Background: The use of an oral glucose tolerance test (OGTT) has been recommended to diagnose type 2 diabetes, but an OGTT with venous blood sampling may not be feasible in the screening phase preceding large epidemiological studies. We have conducted a population-based screening in 2715 men and women and evaluated the diagnostic validity of capillary plasma glucose concentration measurements versus venous plasma glucose concentration measurements in a subset of 350 subjects.
Methods: During a single OGTT, glucose concentrations were measured in venous plasma as well as in capillary plasma.
Results: Based on the 1999 WHO criteria for venous glucose concentrations, the study population (n=350) yielded 97 subjects with type 2 diabetes mellitus, 77 subjects with impaired glucose tolerance and 176 subjects with normal glucose tolerance. Sensitivity and specificity to diagnose type 2 diabetes mellitus by capillary plasma were 84% and 98%, respectively. Consistent classification by either venous or capillary plasma glucose measurements was 78% (kappa=0.65, p<0.001).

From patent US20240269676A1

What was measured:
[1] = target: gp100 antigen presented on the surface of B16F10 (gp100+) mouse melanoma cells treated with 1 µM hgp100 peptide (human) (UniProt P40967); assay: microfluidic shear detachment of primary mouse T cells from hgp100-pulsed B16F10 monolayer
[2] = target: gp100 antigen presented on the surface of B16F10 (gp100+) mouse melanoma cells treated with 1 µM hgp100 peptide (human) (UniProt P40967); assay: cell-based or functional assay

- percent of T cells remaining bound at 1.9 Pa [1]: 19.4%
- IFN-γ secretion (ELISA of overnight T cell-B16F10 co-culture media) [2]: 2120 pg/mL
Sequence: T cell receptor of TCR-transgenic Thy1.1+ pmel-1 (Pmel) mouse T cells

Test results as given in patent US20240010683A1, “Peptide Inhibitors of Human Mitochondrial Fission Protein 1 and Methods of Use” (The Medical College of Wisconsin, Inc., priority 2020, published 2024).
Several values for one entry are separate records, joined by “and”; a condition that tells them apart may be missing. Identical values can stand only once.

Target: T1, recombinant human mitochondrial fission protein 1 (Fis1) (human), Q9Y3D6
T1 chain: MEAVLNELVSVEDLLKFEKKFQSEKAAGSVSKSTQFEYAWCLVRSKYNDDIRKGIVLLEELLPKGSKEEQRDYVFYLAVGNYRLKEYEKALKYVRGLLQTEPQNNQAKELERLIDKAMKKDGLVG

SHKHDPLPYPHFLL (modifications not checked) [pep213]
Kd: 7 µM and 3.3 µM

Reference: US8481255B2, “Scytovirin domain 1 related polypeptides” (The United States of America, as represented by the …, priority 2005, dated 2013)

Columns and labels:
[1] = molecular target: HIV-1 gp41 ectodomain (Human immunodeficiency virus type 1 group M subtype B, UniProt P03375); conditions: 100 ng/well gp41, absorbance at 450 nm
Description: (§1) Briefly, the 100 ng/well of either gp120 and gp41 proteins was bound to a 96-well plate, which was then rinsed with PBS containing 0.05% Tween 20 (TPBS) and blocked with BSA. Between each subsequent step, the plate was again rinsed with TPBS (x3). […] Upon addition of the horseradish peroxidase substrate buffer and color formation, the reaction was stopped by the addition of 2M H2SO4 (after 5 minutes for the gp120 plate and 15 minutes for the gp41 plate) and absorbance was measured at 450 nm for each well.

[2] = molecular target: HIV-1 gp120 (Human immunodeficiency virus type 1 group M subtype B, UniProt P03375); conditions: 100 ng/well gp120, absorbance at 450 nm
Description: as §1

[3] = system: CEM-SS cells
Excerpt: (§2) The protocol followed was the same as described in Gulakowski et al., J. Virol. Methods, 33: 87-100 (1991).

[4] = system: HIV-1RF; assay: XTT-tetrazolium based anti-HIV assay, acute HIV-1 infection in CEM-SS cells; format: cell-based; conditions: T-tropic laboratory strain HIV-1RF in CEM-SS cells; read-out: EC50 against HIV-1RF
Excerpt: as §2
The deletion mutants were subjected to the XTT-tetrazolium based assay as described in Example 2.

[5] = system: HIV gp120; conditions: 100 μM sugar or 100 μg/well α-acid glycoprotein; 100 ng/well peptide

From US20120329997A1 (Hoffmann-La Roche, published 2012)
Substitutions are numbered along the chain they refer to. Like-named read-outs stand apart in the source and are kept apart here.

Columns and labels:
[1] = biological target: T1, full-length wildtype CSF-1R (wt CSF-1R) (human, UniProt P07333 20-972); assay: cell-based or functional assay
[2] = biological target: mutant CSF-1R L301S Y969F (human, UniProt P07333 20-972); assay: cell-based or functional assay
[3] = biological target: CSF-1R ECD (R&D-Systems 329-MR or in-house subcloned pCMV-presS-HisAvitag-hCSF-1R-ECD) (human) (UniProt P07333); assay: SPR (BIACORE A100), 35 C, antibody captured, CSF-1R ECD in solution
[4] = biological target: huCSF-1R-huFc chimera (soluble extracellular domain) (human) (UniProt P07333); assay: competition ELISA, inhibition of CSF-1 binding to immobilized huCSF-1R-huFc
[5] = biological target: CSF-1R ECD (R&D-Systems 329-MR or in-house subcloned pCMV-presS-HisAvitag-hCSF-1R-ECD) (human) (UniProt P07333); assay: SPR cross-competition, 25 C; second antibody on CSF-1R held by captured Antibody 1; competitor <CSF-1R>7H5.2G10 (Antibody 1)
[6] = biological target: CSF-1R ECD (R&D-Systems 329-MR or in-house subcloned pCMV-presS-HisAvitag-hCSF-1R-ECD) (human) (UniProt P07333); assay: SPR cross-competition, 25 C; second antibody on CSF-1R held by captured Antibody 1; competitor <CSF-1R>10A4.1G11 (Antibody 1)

Conclusion: Capillary glucose measurements are suitable for use in epidemiological studies to diagnose and detect type 2 diabetes and normal glucose tolerance. Use of capillary measurements can result in cost-effective inclusion schemes in epidemiological studies.